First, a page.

At the end of the last Ice Age, atmospheric carbon dioxide
levels rose rapidly as the planet warmed; scientists have long hypothesized
that the source was carbon dioxide released from the deep ocean.
But a new study using detailed radiocarbon dating of
foraminifera found in a sediment core from the Gorda Ridge off Oregon reveals that the
Northeast Pacific was not an important reservoir of carbon during glacial
times. The finding may send scientists back to the proverbial drawing board
looking for other potential sources of carbon dioxide during glacial periods.
The study, which was supported by the National Science
Foundation and the University
of Michigan, was published
online in Nature Geoscience.
“Frankly, we’re kind of baffled by the whole thing,” says Alan
Mix, a professor of oceanography at Oregon
and an author on the study. “The deep North Pacific was such an obvious source
for the carbon, but it just doesn’t match up. At least we’ve shown where the
carbon wasn’t; now we just have to find out where it was.”
During times of glaciation, global climate was cooler and
atmospheric carbon dioxide was lower. Humans didn’t cause that carbon dioxide
change, so it implies that the carbon was absorbed by another reservoir. One
obvious place to look for the missing carbon is the ocean, where more than 90%
of the Earth’s readily exchangeable carbon is stored.
The Pacific Ocean is the
largest ocean by volume. The deep water mass longest isolated from the
atmosphere and most enriched in carbon is found today in the Northeast Pacific,
so the researchers focused their efforts there. They hypothesized that the
ventilation age in this basin—or the amount of time since deep water was last in
contact with the atmosphere—would be older during glacial times, allowing
carbon dioxide to accumulate in the abyss.
“We were surprised to find that during the last ice age, the
deep Northeast Pacific had a similar ventilation age to today, indicating it
was an unlikely place to hide the missing carbon,” says David Lund, a
paleoceanographer at the University of
Michigan, formerly at Oregon State,
and lead author on the Nature Geosciences paper.
“This indicates that the deep Pacific was not an important
sink of carbon during glacial times,” Lund
adds. “Even more intriguing is that we found the ventilation age increased
during the deglaciation, at the exact time that atmospheric carbon dioxide
levels were rising.”
The researchers reconstructed the ventilation history of the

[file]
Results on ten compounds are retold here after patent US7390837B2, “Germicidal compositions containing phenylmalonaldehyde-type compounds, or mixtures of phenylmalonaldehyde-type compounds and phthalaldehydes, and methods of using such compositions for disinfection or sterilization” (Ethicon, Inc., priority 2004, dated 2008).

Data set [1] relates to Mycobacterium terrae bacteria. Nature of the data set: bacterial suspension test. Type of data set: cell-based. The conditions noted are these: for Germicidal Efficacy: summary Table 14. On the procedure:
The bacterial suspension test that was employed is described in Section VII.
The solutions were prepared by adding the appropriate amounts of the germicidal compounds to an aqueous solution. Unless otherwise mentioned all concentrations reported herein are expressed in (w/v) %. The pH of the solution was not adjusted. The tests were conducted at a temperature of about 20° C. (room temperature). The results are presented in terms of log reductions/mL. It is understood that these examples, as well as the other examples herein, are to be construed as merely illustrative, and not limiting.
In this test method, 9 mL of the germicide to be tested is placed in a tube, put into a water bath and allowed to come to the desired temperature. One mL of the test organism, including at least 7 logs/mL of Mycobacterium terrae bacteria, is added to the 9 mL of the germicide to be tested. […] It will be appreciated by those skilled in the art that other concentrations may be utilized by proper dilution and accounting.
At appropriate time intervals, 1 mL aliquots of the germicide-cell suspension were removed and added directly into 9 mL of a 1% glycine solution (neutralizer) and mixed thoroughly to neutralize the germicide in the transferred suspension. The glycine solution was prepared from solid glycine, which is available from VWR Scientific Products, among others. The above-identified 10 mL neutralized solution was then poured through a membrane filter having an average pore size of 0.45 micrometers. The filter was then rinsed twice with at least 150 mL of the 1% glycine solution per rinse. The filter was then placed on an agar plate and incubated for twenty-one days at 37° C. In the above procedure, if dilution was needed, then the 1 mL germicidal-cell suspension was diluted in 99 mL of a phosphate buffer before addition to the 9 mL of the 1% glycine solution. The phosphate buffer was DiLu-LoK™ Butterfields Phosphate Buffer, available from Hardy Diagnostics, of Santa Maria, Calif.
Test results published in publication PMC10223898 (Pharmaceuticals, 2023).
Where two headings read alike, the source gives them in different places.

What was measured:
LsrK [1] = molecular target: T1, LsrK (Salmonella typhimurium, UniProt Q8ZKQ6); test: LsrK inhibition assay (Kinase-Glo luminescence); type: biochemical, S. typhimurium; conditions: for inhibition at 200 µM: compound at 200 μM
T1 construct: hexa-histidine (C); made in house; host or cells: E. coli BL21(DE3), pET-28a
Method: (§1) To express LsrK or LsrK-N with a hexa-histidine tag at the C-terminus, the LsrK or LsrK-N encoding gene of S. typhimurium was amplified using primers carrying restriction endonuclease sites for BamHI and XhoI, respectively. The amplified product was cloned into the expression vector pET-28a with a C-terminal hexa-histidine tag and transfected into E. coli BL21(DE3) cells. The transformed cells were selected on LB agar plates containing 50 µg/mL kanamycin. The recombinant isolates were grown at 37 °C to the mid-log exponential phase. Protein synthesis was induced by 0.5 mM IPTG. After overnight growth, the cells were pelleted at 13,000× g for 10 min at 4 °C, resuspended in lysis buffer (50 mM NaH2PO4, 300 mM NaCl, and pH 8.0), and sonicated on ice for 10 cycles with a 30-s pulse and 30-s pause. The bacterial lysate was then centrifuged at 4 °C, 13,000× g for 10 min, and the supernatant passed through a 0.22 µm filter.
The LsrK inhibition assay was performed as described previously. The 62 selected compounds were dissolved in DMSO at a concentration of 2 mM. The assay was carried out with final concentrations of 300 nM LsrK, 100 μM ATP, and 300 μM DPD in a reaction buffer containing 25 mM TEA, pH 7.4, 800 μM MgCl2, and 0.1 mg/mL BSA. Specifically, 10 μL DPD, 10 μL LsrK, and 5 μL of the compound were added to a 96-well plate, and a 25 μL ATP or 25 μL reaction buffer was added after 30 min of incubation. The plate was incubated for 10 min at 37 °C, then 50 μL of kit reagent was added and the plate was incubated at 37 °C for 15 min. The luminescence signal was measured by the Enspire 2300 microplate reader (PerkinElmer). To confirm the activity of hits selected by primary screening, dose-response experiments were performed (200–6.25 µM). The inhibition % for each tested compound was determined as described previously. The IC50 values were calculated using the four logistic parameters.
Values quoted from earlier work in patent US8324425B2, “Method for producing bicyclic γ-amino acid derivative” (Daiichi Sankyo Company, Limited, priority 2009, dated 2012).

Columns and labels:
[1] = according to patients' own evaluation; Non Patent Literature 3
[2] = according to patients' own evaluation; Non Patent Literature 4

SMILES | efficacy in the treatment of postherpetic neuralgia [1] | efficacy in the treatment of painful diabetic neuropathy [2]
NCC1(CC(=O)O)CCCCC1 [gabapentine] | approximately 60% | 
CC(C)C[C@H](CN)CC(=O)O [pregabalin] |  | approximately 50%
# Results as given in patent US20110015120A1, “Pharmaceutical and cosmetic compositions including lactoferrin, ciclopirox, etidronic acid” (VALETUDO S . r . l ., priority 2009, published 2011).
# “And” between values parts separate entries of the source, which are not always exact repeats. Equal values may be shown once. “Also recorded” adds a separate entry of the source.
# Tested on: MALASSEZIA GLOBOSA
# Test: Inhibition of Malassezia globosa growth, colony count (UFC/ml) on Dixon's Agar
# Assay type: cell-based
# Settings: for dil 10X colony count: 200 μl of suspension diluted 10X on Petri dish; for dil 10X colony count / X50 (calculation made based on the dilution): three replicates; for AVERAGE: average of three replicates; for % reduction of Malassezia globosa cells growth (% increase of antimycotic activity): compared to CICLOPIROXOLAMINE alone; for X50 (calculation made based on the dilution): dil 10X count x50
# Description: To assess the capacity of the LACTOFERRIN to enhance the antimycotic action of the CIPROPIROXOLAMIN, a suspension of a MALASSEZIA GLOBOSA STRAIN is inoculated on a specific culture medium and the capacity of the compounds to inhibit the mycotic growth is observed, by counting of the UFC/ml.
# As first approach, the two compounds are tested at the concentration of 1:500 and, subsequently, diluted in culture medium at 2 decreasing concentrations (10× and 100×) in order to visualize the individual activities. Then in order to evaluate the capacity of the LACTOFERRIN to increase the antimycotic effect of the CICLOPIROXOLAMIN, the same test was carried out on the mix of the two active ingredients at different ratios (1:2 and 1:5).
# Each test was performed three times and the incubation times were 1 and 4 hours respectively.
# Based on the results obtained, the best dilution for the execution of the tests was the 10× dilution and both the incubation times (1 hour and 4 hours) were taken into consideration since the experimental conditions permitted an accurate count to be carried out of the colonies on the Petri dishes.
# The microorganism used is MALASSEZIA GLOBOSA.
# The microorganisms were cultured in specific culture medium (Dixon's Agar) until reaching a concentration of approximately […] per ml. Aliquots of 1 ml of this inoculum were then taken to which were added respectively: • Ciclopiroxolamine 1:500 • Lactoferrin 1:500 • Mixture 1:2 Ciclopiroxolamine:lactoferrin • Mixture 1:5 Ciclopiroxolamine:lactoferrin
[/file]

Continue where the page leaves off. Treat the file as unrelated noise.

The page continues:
deep North Pacific, examining the sediments at a site about 75 miles off the
coast of southwestern Oregon.
There the water is more than a mile-and-a-half deep and is known as the oldest
water mass in the modern oceans, Mix says. By radiocarbon dating both the
planktonic, or surface-dwelling, and benthic (seafloor-dwelling) foraminifera,
the scientists can determine whether the isotopic signatures of the
foraminifera match “values predicted by the assumption of oceanic control of
The organisms that lived on the seafloor have older “apparent” radiocarbon ages than the organisms that lived at the sea surface,
Mix says, even though both come from the same sediment sample and are of the
same true age. The radiocarbon dating was performed using an advance particle
accelerator by the authors’ colleague, John Southon of the University of California
“Different sources of carbon dioxide have different apparent
ages, depending on how long they have been isolated from the atmosphere,” Mix
says. “We use these dates as kind of a ‘return address label’ rather than to
establish precise ages of the events. The bottom line is that the deep North
Pacific wasn’t the source of rising carbon dioxide at the end of the last ice
The study is important not just in tracing climatic history,
scientists say, but in forecasting how the Earth may respond to future climate
change. The Earth “breathes carbon in and out,” Mix says, inhaling carbon into
sediment and soils, while exhaling it via volcanism and a slow exchange between
the oceans, soils, and plant life with the atmosphere.
When everything is in balance, the Earth is said to be in a “steady state.” But on numerous occasions in the past, the carbon balance has
shifted out of whack.
“Because the ocean is such a huge repository of carbon, a
relatively small change in the oceans can have a major impact,” Mix says. “We
know ocean circulation changed during the ice ages and that is why many
scientists assumed the deep Pacific Ocean was
the source for rising carbon dioxide levels during the last deglaciation.”
says it “is conceivable that we are misunderstanding the radiocarbon signal by
assuming it is controlled by ocean mixing.”
“These are volcanically active regions, so the input of
carbon from volcanoes, which lacks radiocarbon because of its great age, needs
to be looked at,” Lund
points out. “But it is premature to draw any conclusions.”
The researchers’ next step will be to look for chemical
traces of volcanic influence.
Another source of carbon could be from land, though the
authors say it would be difficult to account for the magnitude of atmospheric
carbon increase and the apparent radiocarbon age of released carbon by
pre-industrial terrestrial sources alone.
“If we can better understand how carbon has moved through
the Earth’s systems in the past, and how this relates to climate change, we
will better predict how the carbon we are now adding to the atmosphere will
move in the future,” Mix says.